Posts Tagged ‘Ontario’

If you would like to have input into the program of the 2015 LSC, please read on:

June 9th      10 am  OMAF Resource Center Woodstock

Producers, sponsors and industry stakeholders, please bring your list of topics and speakers for the 2015 London Swine Conference.

A planning meeting will take place on Monday June 9thfrom 10 am to noon at the OMAF Resource Center Woodstock (401 Lakeview Drive).

All are invited so please plan to attend and help shape next year’s 2015 London Swine Conference.

If you cannot attend please send your ideas to jaydee.smith@ontario.ca

For more information: visit www.LondonSwineConference.ca

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The following advisory was posted March 18th by Animal Health and Welfare Branch, OMAF/MRA:

As of March 14, 2014, the Animal Health Laboratory (AHL) has diagnosed Swine DeltaCoronavirus (SDCV) in samples from six Ontario pig farms. This pathogen was detected as a result of follow up testing on farms with clinical signs of vomiting and diarrhea, but that tested negative for Transmissible Gastroenteritis (TGE) virus and Porcine Epidemic Diarrhea (PED) virus. Samples of porcine plasma have also tested positive for SDCV at AHL and Iowa State University. The samples submitted were from the same batch that tested positive for PEDV in February 2014.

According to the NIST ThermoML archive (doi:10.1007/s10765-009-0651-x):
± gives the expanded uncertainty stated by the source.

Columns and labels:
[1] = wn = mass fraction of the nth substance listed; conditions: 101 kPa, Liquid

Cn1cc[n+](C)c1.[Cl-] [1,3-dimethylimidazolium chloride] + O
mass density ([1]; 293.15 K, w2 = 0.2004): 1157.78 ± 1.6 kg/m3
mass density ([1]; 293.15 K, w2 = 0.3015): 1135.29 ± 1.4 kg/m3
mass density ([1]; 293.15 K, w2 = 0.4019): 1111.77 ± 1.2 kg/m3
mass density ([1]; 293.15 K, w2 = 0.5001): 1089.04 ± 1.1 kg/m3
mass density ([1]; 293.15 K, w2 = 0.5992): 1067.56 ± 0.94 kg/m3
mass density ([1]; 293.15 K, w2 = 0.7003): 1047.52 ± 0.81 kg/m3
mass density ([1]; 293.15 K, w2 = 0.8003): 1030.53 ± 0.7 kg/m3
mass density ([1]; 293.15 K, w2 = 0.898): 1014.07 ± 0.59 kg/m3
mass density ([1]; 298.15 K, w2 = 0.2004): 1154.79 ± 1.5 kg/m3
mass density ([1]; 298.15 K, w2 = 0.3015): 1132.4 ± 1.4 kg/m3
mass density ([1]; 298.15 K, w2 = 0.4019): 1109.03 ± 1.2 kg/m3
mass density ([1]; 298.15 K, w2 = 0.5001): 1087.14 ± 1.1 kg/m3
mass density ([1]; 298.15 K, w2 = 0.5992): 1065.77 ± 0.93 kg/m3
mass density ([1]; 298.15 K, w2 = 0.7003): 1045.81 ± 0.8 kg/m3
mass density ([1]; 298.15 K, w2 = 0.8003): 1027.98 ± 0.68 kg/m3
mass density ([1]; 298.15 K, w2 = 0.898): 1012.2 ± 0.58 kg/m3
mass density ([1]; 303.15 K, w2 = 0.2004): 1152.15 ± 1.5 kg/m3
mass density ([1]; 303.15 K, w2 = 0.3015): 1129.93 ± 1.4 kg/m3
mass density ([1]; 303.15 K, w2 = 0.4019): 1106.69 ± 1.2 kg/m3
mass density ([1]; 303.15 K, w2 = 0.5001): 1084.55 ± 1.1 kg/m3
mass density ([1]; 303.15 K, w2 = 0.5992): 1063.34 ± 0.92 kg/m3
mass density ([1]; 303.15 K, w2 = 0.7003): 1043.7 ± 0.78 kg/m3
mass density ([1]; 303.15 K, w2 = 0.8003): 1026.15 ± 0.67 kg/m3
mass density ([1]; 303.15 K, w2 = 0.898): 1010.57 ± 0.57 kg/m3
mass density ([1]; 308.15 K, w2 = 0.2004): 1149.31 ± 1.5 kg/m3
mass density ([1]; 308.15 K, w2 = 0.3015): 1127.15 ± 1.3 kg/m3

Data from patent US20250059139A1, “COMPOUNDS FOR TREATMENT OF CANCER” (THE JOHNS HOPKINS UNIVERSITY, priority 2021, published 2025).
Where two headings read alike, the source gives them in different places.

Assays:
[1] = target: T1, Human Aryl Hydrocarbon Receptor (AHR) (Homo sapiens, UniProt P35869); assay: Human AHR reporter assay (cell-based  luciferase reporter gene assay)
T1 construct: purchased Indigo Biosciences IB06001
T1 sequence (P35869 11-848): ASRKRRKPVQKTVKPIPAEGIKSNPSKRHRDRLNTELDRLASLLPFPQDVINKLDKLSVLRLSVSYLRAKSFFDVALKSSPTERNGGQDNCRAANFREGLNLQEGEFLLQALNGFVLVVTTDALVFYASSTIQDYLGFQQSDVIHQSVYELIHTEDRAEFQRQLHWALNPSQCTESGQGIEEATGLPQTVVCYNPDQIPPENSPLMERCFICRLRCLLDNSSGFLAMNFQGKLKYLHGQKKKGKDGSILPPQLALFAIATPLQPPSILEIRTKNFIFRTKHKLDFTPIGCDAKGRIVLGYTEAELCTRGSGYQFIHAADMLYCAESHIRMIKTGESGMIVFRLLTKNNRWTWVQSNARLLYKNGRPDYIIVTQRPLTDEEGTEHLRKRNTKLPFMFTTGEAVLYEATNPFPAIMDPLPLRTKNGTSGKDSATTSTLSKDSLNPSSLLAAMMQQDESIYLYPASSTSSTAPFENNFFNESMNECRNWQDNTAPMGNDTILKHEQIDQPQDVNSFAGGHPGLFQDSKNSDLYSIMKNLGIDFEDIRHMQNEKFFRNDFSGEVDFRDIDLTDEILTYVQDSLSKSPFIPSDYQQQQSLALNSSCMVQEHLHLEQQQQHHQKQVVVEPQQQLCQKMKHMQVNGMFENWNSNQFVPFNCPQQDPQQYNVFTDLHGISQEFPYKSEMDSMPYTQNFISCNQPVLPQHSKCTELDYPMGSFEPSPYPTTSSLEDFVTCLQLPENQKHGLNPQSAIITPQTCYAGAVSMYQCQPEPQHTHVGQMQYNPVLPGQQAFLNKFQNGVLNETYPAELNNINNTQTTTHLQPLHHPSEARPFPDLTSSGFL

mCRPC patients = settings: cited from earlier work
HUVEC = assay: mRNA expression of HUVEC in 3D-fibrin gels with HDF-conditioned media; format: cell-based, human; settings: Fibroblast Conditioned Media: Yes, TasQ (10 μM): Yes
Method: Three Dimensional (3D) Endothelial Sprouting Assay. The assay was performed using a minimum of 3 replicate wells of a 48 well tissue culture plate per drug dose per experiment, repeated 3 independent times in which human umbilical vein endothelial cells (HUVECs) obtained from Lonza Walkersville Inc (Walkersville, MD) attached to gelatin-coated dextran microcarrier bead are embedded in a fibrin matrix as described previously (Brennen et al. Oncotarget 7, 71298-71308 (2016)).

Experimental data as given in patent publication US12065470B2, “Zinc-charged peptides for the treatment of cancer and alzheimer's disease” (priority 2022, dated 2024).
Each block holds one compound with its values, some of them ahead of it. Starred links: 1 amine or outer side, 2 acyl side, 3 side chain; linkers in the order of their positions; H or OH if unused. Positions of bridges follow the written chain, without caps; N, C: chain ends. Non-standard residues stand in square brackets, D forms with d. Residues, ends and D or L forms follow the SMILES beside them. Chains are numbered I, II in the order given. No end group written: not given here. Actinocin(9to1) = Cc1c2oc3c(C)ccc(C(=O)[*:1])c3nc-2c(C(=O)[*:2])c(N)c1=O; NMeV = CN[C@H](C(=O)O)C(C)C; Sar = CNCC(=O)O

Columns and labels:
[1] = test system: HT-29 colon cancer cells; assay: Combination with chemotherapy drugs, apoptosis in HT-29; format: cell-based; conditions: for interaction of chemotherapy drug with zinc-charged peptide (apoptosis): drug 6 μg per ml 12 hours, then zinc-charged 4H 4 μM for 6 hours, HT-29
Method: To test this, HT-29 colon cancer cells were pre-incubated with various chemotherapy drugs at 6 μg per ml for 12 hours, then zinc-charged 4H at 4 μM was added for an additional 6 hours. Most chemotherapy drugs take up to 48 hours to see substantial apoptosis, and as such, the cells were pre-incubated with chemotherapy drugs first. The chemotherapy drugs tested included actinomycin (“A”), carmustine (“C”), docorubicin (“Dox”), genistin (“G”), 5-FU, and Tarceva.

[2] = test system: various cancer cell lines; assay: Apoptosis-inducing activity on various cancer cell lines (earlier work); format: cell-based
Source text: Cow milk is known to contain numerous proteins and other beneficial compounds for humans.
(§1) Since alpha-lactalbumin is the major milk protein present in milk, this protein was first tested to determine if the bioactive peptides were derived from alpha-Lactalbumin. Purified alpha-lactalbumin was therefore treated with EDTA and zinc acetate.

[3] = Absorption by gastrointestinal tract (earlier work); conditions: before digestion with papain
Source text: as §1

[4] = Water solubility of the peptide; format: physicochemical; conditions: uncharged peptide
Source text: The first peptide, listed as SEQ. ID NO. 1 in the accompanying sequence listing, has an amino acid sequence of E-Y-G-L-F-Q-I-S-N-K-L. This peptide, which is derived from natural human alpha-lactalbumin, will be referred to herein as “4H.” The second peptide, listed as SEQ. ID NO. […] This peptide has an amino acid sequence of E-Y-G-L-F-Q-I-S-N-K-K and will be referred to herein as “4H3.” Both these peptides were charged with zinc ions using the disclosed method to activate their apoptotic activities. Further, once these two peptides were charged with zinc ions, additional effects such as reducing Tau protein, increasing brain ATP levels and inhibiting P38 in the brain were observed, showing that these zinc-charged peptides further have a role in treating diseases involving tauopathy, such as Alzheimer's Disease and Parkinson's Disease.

These are the first confirmed cases of SDCV in Canada.

SDCV was initially detected in pigs in Hong Kong in 2012. In February 2014, the United States Department of Agriculture along with the Ohio Department of Agriculture issued a press release indicating that SDCV had been detected in swine manure at four farms in Ohio. These farms had pigs exhibiting clinical signs similar to PED, and three of the four farms had tested positive for PED as well as SDCV.